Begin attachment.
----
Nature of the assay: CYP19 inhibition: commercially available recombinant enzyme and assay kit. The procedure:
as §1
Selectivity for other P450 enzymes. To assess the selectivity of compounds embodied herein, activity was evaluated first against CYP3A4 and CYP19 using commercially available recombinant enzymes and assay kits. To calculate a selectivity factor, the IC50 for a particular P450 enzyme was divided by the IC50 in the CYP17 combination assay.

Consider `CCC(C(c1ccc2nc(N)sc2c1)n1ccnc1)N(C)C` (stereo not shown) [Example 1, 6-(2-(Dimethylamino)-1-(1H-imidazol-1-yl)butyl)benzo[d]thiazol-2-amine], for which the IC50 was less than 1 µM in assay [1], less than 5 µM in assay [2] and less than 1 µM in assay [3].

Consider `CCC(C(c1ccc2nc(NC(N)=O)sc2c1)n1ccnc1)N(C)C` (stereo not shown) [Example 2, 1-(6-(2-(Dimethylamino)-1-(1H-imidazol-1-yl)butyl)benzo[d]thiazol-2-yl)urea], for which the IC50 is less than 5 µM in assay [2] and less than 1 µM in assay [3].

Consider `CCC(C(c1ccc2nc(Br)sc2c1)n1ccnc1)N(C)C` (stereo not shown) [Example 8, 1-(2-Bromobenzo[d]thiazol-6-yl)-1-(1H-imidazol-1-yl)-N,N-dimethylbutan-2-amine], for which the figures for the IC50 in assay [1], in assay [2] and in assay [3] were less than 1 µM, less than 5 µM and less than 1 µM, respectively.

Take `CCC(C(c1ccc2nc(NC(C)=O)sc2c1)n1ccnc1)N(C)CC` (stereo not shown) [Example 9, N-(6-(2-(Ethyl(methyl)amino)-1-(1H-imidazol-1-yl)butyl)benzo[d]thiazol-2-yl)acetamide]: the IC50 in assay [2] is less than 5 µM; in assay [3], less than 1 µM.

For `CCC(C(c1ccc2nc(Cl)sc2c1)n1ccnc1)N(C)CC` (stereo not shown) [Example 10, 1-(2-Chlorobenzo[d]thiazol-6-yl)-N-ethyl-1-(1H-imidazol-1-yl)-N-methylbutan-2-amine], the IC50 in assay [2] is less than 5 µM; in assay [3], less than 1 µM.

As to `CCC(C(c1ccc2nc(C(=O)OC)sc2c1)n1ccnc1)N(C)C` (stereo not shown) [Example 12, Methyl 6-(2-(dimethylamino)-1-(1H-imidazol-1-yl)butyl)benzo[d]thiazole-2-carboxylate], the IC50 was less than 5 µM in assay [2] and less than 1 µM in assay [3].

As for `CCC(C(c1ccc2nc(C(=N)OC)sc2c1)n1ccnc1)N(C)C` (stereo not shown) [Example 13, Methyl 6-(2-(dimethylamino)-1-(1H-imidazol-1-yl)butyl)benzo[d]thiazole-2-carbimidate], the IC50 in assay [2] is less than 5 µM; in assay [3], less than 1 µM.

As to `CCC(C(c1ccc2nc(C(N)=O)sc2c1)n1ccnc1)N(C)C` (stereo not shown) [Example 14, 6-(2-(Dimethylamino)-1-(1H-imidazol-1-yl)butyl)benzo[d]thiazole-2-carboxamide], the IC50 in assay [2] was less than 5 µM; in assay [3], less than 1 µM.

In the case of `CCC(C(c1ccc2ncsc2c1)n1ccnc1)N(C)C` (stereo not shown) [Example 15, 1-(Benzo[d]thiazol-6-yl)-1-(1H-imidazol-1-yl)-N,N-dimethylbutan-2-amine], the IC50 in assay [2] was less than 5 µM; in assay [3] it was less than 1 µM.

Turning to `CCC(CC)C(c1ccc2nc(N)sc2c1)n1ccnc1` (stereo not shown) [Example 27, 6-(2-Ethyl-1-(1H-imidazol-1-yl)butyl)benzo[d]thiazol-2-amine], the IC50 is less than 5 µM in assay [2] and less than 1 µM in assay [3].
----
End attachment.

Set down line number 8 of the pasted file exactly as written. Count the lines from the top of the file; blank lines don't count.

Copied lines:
For `CCC(C(c1ccc2nc(Cl)sc2c1)n1ccnc1)N(C)CC` (stereo not shown) [Example 10, 1-(2-Chlorobenzo[d]thiazol-6-yl)-N-ethyl-1-(1H-imidazol-1-yl)-N-methylbutan-2-amine], the IC50 in assay [2] is less than 5 µM; in assay [3], less than 1 µM.